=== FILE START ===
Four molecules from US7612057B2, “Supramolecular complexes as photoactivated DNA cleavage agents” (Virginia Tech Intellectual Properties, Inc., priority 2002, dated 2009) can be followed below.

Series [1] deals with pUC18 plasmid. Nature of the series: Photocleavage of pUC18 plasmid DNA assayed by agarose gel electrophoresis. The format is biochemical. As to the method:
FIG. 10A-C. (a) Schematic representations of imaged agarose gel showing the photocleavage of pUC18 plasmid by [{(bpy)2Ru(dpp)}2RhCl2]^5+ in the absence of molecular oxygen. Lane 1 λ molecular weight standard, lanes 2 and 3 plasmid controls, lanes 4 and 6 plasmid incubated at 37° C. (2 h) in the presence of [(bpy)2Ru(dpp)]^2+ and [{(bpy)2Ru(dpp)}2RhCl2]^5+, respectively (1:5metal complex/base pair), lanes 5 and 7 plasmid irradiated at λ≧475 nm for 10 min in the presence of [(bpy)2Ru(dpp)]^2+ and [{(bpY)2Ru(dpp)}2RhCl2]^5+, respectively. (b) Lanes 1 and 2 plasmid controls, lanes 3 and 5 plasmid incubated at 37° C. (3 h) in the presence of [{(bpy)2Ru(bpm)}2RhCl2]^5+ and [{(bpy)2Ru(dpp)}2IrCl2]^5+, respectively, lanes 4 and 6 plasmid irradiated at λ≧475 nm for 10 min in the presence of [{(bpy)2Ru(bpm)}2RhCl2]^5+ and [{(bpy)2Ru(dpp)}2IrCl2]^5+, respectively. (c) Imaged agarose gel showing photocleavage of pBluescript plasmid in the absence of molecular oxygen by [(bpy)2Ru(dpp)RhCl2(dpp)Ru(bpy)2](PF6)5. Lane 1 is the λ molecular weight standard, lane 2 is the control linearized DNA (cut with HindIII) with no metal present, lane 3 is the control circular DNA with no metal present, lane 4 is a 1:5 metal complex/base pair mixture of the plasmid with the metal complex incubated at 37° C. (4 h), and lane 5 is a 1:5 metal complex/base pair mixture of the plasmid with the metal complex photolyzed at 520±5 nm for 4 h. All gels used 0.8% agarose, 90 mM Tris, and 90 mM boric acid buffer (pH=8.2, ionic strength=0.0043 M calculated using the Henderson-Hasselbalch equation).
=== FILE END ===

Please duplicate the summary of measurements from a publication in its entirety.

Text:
Four molecules from US7612057B2, “Supramolecular complexes as photoactivated DNA cleavage agents” (Virginia Tech Intellectual Properties, Inc., priority 2002, dated 2009) can be followed below.

Series [1] deals with pUC18 plasmid. Nature of the series: Photocleavage of pUC18 plasmid DNA assayed by agarose gel electrophoresis. The format is biochemical. As to the method:
FIG. 10A-C. (a) Schematic representations of imaged agarose gel showing the photocleavage of pUC18 plasmid by [{(bpy)2Ru(dpp)}2RhCl2]^5+ in the absence of molecular oxygen. Lane 1 λ molecular weight standard, lanes 2 and 3 plasmid controls, lanes 4 and 6 plasmid incubated at 37° C. (2 h) in the presence of [(bpy)2Ru(dpp)]^2+ and [{(bpy)2Ru(dpp)}2RhCl2]^5+, respectively (1:5metal complex/base pair), lanes 5 and 7 plasmid irradiated at λ≧475 nm for 10 min in the presence of [(bpy)2Ru(dpp)]^2+ and [{(bpY)2Ru(dpp)}2RhCl2]^5+, respectively. (b) Lanes 1 and 2 plasmid controls, lanes 3 and 5 plasmid incubated at 37° C. (3 h) in the presence of [{(bpy)2Ru(bpm)}2RhCl2]^5+ and [{(bpy)2Ru(dpp)}2IrCl2]^5+, respectively, lanes 4 and 6 plasmid irradiated at λ≧475 nm for 10 min in the presence of [{(bpy)2Ru(bpm)}2RhCl2]^5+ and [{(bpy)2Ru(dpp)}2IrCl2]^5+, respectively. (c) Imaged agarose gel showing photocleavage of pBluescript plasmid in the absence of molecular oxygen by [(bpy)2Ru(dpp)RhCl2(dpp)Ru(bpy)2](PF6)5. Lane 1 is the λ molecular weight standard, lane 2 is the control linearized DNA (cut with HindIII) with no metal present, lane 3 is the control circular DNA with no metal present, lane 4 is a 1:5 metal complex/base pair mixture of the plasmid with the metal complex incubated at 37° C. (4 h), and lane 5 is a 1:5 metal complex/base pair mixture of the plasmid with the metal complex photolyzed at 520±5 nm for 4 h. All gels used 0.8% agarose, 90 mM Tris, and 90 mM boric acid buffer (pH=8.2, ionic strength=0.0043 M calculated using the Henderson-Hasselbalch equation).